Bloomberg News

NFL Approves Sale of Jacksonville Jaguars to Shahid Khan

December 14, 2011

(Updates with comments from Khan in third, sixth paragraphs, Weaver in 12th, 14th paragraphs.)

Dec. 14 (Bloomberg) -- National Football League team owners unanimously approved the sale of the Jacksonville Jaguars to Shahid Khan, the owner of auto-parts maker Flex-N-Gate Corp. who failed in a bid last year to buy the St. Louis Rams.

The Jaguars fired coach Jack Del Rio on Nov. 29, the day 76-year-old Wayne Weaver said he was selling the team. Khan told reporters at a news conference during an NFL owners meeting in Irving, Texas, today that he plans to keep the Jaguars in the northeast Florida city.

“I’m totally committed to Jacksonville,” Khan said. “Accountability to the fans starts right now. Now it’s all going to be about performance on and off the field.”

The Jaguars beat the Tampa Bay Buccaneers on Dec. 11 to end a three-game losing streak and move to 4-9 this season. The team has an estimated value of $725 million, the lowest in the NFL, according to Forbes and ranks 25th among the 32 teams in attendance this year with three regular-season games remaining.

The purchase price wasn’t disclosed. Khan takes control on Jan. 4 and in the interim will discuss progress on the search for a new coach with Weaver. Other priorities will be to meet sponsors, key employees, city leaders and fans, Khan said.

“This is a business, but I think it’s also a civic asset,” Khan said. “This is really a combination of business acumen and a love of football.”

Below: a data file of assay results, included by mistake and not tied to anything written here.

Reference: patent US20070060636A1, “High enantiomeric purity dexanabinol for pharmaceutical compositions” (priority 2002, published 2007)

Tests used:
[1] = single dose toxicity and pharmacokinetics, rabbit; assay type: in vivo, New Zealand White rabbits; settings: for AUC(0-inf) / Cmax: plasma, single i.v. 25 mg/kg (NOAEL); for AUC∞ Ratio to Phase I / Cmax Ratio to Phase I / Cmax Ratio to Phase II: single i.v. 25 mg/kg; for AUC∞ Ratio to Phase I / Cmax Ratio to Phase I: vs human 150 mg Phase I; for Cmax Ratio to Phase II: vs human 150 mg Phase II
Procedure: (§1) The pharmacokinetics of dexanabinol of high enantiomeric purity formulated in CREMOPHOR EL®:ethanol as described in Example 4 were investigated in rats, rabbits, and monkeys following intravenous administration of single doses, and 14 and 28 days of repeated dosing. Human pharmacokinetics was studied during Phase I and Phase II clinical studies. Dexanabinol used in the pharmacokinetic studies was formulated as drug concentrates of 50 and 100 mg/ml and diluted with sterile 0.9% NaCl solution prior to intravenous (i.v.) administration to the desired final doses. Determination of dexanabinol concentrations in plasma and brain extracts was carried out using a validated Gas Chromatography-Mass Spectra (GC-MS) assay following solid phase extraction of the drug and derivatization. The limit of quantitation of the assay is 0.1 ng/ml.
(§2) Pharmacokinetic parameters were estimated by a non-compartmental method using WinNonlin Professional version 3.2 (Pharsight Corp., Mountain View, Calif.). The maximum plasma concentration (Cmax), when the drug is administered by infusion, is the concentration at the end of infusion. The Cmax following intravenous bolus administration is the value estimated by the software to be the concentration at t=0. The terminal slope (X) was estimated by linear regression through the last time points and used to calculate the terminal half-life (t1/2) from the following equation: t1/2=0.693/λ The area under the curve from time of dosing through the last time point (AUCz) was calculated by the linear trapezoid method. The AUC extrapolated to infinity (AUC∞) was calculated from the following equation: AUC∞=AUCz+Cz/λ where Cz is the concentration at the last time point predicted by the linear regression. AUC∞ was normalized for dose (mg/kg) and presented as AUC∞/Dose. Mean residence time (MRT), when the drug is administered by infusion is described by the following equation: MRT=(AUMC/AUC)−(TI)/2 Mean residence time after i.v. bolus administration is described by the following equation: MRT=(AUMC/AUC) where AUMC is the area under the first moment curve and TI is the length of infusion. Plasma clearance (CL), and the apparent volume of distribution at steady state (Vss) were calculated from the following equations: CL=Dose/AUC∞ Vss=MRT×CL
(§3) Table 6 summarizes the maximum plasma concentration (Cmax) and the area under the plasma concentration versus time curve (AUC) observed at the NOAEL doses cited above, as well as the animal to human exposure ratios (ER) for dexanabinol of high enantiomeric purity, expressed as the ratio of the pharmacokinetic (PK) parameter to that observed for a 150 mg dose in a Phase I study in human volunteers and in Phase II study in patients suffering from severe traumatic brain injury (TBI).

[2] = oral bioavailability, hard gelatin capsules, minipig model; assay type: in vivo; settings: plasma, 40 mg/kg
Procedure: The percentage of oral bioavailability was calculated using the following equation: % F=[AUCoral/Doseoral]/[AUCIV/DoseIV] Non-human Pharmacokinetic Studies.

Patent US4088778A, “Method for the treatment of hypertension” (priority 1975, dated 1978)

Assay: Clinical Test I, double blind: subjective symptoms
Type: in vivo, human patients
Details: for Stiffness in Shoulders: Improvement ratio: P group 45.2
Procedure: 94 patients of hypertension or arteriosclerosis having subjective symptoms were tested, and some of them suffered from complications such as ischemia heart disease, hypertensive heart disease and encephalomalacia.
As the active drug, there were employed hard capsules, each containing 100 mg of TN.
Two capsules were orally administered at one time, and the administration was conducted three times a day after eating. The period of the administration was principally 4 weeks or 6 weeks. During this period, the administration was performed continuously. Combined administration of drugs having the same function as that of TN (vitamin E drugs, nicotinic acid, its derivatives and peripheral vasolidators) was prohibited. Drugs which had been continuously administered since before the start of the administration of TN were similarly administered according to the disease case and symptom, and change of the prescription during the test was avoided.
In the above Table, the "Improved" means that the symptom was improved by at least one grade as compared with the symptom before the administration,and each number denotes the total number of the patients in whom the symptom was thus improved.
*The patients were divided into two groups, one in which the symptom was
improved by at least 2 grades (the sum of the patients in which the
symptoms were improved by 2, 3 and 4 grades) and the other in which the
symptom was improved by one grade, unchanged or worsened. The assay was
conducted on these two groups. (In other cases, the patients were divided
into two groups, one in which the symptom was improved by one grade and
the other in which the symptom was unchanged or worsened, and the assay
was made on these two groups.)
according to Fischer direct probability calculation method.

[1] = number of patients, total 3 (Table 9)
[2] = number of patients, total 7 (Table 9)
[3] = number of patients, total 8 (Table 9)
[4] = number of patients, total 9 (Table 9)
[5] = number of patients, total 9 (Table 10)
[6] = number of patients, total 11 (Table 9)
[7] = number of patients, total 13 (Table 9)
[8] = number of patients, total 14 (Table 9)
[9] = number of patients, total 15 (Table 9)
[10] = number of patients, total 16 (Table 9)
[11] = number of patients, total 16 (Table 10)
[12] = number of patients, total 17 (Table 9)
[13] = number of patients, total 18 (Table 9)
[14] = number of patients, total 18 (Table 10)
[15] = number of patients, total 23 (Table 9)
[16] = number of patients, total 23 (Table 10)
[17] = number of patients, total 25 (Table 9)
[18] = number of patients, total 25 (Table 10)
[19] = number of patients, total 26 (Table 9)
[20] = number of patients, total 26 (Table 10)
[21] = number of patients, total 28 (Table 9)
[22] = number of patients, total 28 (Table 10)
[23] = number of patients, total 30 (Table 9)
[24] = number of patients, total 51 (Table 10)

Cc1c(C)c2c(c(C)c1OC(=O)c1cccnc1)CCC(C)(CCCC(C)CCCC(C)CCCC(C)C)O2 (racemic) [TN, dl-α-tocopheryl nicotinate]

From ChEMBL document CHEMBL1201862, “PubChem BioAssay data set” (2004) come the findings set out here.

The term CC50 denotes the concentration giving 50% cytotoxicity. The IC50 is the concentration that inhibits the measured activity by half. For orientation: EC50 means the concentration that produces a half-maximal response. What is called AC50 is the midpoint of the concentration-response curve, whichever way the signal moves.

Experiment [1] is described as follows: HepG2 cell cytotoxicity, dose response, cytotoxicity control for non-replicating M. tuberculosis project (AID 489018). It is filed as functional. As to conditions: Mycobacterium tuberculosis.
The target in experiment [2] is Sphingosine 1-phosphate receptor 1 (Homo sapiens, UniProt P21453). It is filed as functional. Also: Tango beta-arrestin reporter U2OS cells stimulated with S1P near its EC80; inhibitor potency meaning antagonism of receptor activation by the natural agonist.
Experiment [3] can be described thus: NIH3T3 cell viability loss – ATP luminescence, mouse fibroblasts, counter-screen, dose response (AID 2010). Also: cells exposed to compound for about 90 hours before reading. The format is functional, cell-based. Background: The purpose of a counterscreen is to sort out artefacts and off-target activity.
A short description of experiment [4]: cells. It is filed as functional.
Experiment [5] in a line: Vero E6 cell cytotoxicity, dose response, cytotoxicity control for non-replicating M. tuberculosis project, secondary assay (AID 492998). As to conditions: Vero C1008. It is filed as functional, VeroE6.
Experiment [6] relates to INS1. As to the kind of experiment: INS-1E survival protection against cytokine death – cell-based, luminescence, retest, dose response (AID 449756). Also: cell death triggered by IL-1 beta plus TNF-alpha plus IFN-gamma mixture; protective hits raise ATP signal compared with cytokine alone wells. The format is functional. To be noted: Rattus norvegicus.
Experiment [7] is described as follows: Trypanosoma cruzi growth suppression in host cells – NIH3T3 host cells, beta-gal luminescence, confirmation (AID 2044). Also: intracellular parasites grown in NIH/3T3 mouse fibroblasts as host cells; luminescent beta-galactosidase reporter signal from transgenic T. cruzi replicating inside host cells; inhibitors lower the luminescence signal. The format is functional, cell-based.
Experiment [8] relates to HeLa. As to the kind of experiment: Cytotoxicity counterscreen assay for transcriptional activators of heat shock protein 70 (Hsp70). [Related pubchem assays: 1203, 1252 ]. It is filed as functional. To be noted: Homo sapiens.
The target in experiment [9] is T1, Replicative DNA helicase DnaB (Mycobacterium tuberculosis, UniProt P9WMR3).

Pakistan Native

Khan left his native Pakistan in 1967 at 16 to attend the University of Illinois at Urbana-Champaign and began working for Flex-N-Gate three years later while still an engineering student. He left the company in 1978 to begin a business that designed and manufactured lightweight metal bumper systems, with no seams to corrode or rust.

Khan bought Urbana, Illinois-based Flex-N-Gate in 1980. The company now has more than 10,000 employees at 48 manufacturing plants with annual sales exceeding $3 billion.

Almost two-thirds of North American-built pick-up trucks and sports utility vehicles have bumper systems based on Khan’s designs, according to data released by the Jaguars.

Khan agreed in February 2010 to buy a controlling interest in the Rams before billionaire Stan Kroenke exercised an option to purchase the 60 percent of the club he didn’t own.

Shoe Seller

Weaver, the owner of shoe retailer Shoe Carnival Inc. and chairman of wholesale distributor Liz Claiborne Shoes, bought the Jaguars for $208 million in 1993, two years before they started play as an expansion team.

“It’s hard to break away from the National Football League,” Weaver said today. “It’s bittersweet for me but it was the right time.”

The Jaguars, the only team in the four major U.S. professional sports to play in Jacksonville, made the playoffs in four of their first five seasons and have been to the postseason twice since. The Jaguars last finished with a winning record in 2007, when they beat the Pittsburgh Steelers in the playoffs before losing to the New England Patriots. Jacksonville is 5-6 in the postseason.

“We’ve had a tough season this year,” Weaver said. “But I would tell you that we’re only a couple of drafts away from being a really competitive football team.”

Del Rio was fired as coach after going 68-71 since taking over in 2003.

--Editors: Larry Siddons, Rob Gloster

To contact the reporter on this story: Dex McLuskey in Dallas at dmcluskey@bloomberg.net

To contact the editor responsible for this story: Michael Sillup at msillup@bloomberg.net


The Good Business Issue
LIMITED-TIME OFFER SUBSCRIBE NOW
 
blog comments powered by Disqus